7. On the other hand, this gross income test could actually trigger the 6-year statute if the investor failed to report his entire share of the entities pass-through income.

  8. Based on Treas. Reg. 1.1366-1(c)(2), the amount of gross income reported by the investor depends on whether the investor reports all of their pro-rata share of pass-through income. If all of the pass-through income is not reported, then all of the gross income for the 25% omission test has not been reported.


    Example – Six Year Statute
    • Ann owns 25% of S, Inc., an S corporation with gross income of $200,000 and ordinary income of $20,000.

    • This means that Ann’s gross income from the S corporation is $50,000. Also, her share of the ordinary income is $5,000.

    • If Ann only reports $3,000 of ordinary income, and failed to report $2,000 of ordinary income, she would also fail to report $20,000 of gross income (2,000/5,000 of $50,000).

    • Assume Ann's only other income is $25,000 of W-2 income. Her total gross income is $75,000 ($25,000 W-2 income plus $50,000 S corp. income).

    • She has omitted $20,000 of the $75,000 of income which is a 26.67% omission. This triggers the 6-year statute.

  9. Be careful when computing substantial understatement of income, especially relating to pass-through entities. The pass-through entity’s gross income versus pass-through taxable income should be used in the calculation. Situations where an individual fails to include their entire share of S corporation or partnership income can result in a 25% omission of income.

    Note:

    Be sure not to double up counting gross income on the investors return. If you have a 25% shareholder, the shareholder would get allocated 25% of the gross receipts. Do not include the ordinary income reflected on the shareholder’s Form 1040.

Receipt of Amended Returns and Claims

  1. The agent should review and process all amended returns and claims received per IRM 4.10.8.9, Claims.

  2. ILSC partnership amended returns have no statute of limitations and are information returns like their originally filed Form 1065. An examination of the amended ILSC partnership is conducted in the same manner as any other nonTEFRA partnership examination. ILSC examinations can be linked on PCS, see IRM 4.31.5.8, Pass-through Control System (PCS). Since the partnership is ILSC, all statutes are controlled by the partners’ IRC 6501 statutes.

  3. Generally S corporation returns are non-taxable entities. If an amended return is filed, it does not extend the statute of the non-taxable corporation or the shareholders. On occasion an amended S corporation return statute is improperly updated to "AA" indicating a claim statute. When the S corporation is a non-taxable entity it cannot be a claim.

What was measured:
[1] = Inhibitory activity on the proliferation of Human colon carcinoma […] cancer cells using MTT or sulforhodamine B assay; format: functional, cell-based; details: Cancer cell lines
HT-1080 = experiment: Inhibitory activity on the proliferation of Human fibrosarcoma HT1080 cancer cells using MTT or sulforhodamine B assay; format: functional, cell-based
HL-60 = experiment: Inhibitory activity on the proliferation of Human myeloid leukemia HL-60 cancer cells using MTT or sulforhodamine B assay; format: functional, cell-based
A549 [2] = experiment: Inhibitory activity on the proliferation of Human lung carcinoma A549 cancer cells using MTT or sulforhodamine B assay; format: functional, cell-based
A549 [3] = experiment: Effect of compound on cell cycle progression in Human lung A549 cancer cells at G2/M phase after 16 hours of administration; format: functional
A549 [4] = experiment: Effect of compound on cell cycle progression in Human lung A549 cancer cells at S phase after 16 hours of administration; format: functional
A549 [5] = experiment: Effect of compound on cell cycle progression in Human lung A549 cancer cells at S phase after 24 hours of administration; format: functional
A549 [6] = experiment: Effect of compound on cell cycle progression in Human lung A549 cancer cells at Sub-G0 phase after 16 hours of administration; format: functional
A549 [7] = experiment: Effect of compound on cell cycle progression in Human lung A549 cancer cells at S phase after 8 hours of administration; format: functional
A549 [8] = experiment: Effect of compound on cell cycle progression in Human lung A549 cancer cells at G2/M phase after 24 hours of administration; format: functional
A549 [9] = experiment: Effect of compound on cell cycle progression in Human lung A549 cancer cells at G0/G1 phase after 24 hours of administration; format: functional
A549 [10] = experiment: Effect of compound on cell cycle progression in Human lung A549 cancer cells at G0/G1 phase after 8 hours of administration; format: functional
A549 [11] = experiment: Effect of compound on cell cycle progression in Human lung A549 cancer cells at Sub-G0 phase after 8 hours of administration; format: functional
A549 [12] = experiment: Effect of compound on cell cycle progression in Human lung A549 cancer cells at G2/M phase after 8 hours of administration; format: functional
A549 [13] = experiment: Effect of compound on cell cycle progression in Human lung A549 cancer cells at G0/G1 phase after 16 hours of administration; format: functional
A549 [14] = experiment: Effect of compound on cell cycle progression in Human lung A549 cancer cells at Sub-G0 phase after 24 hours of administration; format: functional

4. The individual investor’s 1040s should have timely filed amended returns relating to the amended S corporation or partnership return. AIMS should be reviewed for each investor to see if the amended returns were filed and whether the claims were paid.

    1. If an investor claim has not been paid, even though the regular statute has expired, the investor return can be audited and an assessment can be made up to the amount of tax requested in the claim. In other words, the tax refund requested in the claim can be offset by other audit adjustments.

    2. If one, or more, of the investor claims have been paid and the regular statute has expired, there is no statute with respect to that investor. One exception to this is if the refund is an erroneous refund, which is rare. The determination of whether or not an erroneous refund exists would need to be made by the local Counsel attorney.

    Unfortunately claim returns relating to an ILSC pass-through entity and related investors are not currently reviewed together.

  5. Claims and taxable amended returns received for any investor controlled on PCS should be reviewed by the agent for potential examination or statute issues.

  6. If no examination or statute issues exist, the claim should be forwarded to the controlling CPF.

  7. All taxable amended returns should be assessed before forwarding to the campus.

Capital Loss Carryforward Adjustments

  1. A capital loss carryforward is governed by the investor's IRC 6501 statute for the carryforward year. IRC 6501(h) would extend the investor's statute based on the loss year only for carrybacks. If a carryforward adjustment is possible, the investor's statute will need to be protected on all carryforward years.

Post Exam Process

  1. The following subsections cover the post exam process.

ILSC Examination Results

  1. ILSC reports are similar to those for TEFRA partnerships. The agent prepares a Form 4605, a Form 886-A, Explanation of Items, and a Form 886-S, Form 886-X, Form 886-W or Form 886-Z to show the corrected pass-through amounts for each investor. The Form 4605 is used to secure agreement from the entity. All are available on RGS.